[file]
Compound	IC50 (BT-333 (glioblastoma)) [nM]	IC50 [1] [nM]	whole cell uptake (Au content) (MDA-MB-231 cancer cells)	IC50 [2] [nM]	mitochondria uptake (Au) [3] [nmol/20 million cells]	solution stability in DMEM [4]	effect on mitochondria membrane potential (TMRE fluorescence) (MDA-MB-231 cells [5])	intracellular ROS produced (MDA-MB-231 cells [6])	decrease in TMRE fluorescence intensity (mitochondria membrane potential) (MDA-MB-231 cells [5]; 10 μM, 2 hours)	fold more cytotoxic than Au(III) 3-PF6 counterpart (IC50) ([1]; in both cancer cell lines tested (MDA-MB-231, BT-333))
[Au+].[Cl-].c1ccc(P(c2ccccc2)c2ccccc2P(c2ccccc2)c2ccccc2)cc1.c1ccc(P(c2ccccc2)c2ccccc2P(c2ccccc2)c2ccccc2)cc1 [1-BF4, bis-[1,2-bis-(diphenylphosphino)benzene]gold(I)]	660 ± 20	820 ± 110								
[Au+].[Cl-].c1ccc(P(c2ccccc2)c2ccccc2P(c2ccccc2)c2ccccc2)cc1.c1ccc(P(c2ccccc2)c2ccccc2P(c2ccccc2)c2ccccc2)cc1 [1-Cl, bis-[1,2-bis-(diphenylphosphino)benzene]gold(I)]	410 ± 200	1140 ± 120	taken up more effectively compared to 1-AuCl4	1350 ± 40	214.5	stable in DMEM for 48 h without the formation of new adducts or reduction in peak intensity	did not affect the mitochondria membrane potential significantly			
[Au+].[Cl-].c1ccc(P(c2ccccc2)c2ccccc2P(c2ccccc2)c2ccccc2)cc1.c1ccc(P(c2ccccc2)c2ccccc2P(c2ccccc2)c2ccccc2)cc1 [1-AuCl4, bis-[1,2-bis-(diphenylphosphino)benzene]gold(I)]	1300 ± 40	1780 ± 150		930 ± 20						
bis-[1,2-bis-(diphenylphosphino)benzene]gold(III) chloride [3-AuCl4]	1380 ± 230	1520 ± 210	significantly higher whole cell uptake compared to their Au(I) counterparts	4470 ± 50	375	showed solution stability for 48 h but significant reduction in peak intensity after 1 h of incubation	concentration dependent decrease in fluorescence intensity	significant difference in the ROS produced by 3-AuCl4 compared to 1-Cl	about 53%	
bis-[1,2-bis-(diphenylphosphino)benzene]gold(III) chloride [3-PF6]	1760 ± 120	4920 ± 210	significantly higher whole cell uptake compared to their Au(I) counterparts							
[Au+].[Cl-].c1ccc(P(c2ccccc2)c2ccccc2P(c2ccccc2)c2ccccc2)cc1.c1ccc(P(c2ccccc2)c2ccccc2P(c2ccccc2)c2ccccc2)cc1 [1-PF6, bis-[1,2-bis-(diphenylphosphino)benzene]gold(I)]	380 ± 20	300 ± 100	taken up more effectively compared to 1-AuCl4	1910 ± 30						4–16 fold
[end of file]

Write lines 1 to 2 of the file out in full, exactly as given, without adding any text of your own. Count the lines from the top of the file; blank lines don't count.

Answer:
Compound	IC50 (BT-333 (glioblastoma)) [nM]	IC50 [1] [nM]	whole cell uptake (Au content) (MDA-MB-231 cancer cells)	IC50 [2] [nM]	mitochondria uptake (Au) [3] [nmol/20 million cells]	solution stability in DMEM [4]	effect on mitochondria membrane potential (TMRE fluorescence) (MDA-MB-231 cells [5])	intracellular ROS produced (MDA-MB-231 cells [6])	decrease in TMRE fluorescence intensity (mitochondria membrane potential) (MDA-MB-231 cells [5]; 10 μM, 2 hours)	fold more cytotoxic than Au(III) 3-PF6 counterpart (IC50) ([1]; in both cancer cell lines tested (MDA-MB-231, BT-333))
[Au+].[Cl-].c1ccc(P(c2ccccc2)c2ccccc2P(c2ccccc2)c2ccccc2)cc1.c1ccc(P(c2ccccc2)c2ccccc2P(c2ccccc2)c2ccccc2)cc1 [1-BF4, bis-[1,2-bis-(diphenylphosphino)benzene]gold(I)]	660 ± 20	820 ± 110								